WASHINGTON – Rep. Paul Gosar’s office confirmed Saturday the resignation of a staffer, one day after a Washington newspaper reported an aide in the Flagstaff office had posted violent and off-color Twitter messages.
The newspaper, Roll Call, first reported Friday that Gosar staffer Blake Schritter had posted the messages to a personal account under the Twitter handle drunkenbs.
Schritter’s account has since been taken down, but not before Roll Call reported on posts there that included comments on getting ready “to open fire with a handgun to get some damn service” at a slow-moving post office, and references to drinking and being hung-over.
Calls to Gosar’s offices in Washington and Arizona on Friday evening were not returned. A person who answered the phone Friday evening at Schritter’s home in Kingman said he was not available. The same person said he wasn’t home Saturday afternoon.
In a terse e-mail Saturday, Gosar’s Deputy Chief of Staff Tom Van Flein said, “Yesterday we accepted the resignation of a staff member that made a mistake.” A spokeswoman for the Flagstaff Republican reached by phone Saturday said that the office had no other comment on the issue.
Schritter began working for Gosar in March and opened his Twitter account May 31, according to Roll Call. His first tweet may have been a harbinger of the current situation: “Time to prep for the defamation of character lawsuits!” Roll Call said Schritter posted.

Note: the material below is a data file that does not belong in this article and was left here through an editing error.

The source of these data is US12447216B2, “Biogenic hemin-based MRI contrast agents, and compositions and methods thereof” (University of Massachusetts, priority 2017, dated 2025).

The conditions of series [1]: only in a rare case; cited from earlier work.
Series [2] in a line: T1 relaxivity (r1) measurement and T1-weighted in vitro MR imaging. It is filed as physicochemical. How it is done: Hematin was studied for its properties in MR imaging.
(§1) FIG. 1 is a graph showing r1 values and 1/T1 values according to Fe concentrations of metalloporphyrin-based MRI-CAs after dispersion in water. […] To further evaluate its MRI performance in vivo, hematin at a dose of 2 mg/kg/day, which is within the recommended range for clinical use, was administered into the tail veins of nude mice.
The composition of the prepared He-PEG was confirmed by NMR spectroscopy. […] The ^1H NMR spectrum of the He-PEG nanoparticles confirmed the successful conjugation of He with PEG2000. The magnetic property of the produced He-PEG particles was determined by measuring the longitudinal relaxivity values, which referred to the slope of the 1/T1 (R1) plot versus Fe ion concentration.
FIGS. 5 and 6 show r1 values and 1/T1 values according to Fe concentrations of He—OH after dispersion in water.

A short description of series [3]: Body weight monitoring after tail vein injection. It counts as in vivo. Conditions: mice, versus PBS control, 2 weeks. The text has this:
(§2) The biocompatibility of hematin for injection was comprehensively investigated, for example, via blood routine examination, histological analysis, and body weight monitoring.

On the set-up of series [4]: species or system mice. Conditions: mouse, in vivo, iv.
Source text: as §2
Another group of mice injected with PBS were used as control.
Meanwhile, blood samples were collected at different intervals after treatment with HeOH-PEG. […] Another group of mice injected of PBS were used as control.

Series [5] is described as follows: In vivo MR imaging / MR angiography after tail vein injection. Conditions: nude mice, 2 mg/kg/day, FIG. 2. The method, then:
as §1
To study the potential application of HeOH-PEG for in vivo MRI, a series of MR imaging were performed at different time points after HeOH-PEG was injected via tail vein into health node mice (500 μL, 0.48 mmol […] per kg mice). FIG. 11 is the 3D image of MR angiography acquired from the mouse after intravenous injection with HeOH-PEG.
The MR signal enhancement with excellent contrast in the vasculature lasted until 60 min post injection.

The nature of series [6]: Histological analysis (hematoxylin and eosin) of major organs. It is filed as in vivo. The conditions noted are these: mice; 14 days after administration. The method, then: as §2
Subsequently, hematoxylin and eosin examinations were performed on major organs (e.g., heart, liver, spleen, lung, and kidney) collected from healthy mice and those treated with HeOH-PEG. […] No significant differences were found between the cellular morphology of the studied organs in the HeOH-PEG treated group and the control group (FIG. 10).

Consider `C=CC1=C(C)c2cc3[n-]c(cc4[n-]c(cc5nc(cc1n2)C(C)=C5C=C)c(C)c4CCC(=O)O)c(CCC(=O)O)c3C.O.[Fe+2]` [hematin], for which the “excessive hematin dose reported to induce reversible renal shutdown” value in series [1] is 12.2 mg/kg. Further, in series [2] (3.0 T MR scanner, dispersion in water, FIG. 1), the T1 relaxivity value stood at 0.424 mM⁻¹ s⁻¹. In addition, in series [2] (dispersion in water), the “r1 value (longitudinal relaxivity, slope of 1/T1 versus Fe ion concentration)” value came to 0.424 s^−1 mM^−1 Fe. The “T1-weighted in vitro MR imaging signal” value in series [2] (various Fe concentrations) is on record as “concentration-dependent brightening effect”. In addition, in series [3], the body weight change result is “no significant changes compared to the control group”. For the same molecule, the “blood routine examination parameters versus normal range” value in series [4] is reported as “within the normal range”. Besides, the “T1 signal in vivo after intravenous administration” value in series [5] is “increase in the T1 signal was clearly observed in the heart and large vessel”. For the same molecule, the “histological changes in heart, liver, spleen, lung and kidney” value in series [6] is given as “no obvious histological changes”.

Another of his tweets mocked university professors. “I can’t believe how unprofessional liberal professors can be. I’m sitting here, cleaning my gun, thinking … this is a classroom!!!” Roll Call said he posted on June 23.
According to his Facebook page, which still identified him Saturday as an employee of the U.S. House of Representatives, Schritter is a graduate student in Northern Arizona University’s criminology program. It said he previously worked for the Coconino County Superior Court and was a graduate of Kingman High School.
A MySpace page for Blake Schritter, that appears to show him posing with Sen. John McCain, R-Ariz., said he was “very active in the conservative movement, especially at the college level” and loved discussing politics.